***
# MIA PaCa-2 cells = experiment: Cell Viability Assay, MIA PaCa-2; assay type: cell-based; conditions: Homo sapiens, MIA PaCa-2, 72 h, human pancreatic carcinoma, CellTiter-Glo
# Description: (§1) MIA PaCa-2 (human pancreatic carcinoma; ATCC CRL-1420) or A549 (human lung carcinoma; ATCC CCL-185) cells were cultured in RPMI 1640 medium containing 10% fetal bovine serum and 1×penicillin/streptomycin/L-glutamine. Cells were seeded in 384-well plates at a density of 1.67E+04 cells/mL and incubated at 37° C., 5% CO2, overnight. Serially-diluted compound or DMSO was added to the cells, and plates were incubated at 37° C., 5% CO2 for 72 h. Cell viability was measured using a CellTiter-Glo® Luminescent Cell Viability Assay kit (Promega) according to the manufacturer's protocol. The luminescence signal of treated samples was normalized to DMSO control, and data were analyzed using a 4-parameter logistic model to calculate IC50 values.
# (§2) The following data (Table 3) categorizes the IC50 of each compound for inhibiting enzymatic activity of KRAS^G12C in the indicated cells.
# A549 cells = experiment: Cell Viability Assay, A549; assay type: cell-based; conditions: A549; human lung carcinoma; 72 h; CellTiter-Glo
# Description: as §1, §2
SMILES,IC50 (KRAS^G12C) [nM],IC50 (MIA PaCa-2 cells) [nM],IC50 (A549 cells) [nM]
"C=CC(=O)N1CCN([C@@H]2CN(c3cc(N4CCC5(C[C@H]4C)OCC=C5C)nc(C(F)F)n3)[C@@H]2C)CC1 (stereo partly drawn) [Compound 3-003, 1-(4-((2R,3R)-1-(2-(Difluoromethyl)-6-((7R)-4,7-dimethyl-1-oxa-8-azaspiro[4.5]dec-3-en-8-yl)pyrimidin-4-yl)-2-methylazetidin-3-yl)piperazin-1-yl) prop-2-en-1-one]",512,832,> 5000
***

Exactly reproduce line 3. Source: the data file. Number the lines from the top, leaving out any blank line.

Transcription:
# (§2) The following data (Table 3) categorizes the IC50 of each compound for inhibiting enzymatic activity of KRAS^G12C in the indicated cells.